GIS Spatial Analysis
GIS spatial analysis is a rapidly changing field, and GIS packages are increasingly including analytical tools as standard built-in facilities, as optional tool-sets, as add-ins or 'analysts’.
A GIS can recognize and analyze the spatial relationships that exist within digitally stored spatial data. These topological relationships allow complex spatial modelling and analysis to be performed.
GIS hydrological models can provide a spatial element that other hydrological models lack, with the analysis of variables such as slope, aspect and watershed or catchment area. Terrain analysis is fundamental to hydrology, since water always flows down a slope. Other applications of hydrological modeling include groundwater and surface water mapping, as well as flood risk maps.
An example of use of layers in a GIS application. In this example, the forest-cover layer (light green) forms the bottom layer, with the topographic layer (contour lines) over it. Next up is a standing water layer (pond, lake) and then a flowing water layer (stream, river), followed by the boundary layer and finally the road layer on top. The order is very important in order to properly display the final result.
The combination of several spatial datasets (points, lines, or polygons) creates a new output vector dataset, visually similar to stacking several maps of the same region. These overlays are similar to mathematical Venn diagram overlays. A union overlay combines the geographic features and attribute tables of both inputs into a single new output. An intersect overlay defines the area where both inputs overlap and retains a set of attribute fields for each. A symmetric difference overlay defines an output area that includes the total area of both inputs except for the overlapping area.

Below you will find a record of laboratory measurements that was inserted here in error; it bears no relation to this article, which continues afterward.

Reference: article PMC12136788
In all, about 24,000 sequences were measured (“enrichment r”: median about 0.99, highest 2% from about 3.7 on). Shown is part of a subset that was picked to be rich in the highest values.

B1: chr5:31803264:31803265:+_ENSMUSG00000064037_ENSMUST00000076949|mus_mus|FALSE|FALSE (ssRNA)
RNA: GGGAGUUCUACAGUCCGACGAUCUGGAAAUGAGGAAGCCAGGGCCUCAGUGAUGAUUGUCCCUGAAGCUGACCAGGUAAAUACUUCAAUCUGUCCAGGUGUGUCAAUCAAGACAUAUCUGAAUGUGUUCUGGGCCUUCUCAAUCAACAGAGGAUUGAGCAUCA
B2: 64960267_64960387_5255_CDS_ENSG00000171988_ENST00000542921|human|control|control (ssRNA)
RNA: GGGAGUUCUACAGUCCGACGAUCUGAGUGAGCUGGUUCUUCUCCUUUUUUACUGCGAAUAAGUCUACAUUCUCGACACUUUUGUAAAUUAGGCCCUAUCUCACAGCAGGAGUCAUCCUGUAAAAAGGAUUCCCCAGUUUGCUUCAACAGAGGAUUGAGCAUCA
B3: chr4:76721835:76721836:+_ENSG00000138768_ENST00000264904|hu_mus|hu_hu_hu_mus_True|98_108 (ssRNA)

Geostatistics is a branch of statistics that deals with field data, spatial data with a continuous index. It provides methods to model spatial correlation, and predict values at arbitrary locations (interpolation).
Geocoding is interpolating spatial locations (X,Y coordinates) from street addresses or any other spatially referenced data such as ZIP Codes, parcel lots and address locations. A reference theme is required to geocode individual addresses, such as a road centerline file with address ranges. The individual address locations have historically been interpolated, or estimated, by examining address ranges along a road segment.
Reverse geocoding is the process of returning an estimated street address number as it relates to a given coordinate. For example, a user can click on a road centerline theme (thus providing a coordinate) and have information returned that reflects the estimated house number. This house number is interpolated from a range assigned to that road segment. If the user clicks at the midpoint of a segment that starts with address 1 and ends with 100, the returned value will be somewhere near 50.
Graphic display techniques
Traditional maps are abstractions of the real world, a sampling of important elements portrayed on a sheet of paper with symbols to represent physical objects. People who use maps must interpret these symbols. Topographic maps show the shape of land surface with contour lines or with shaded relief.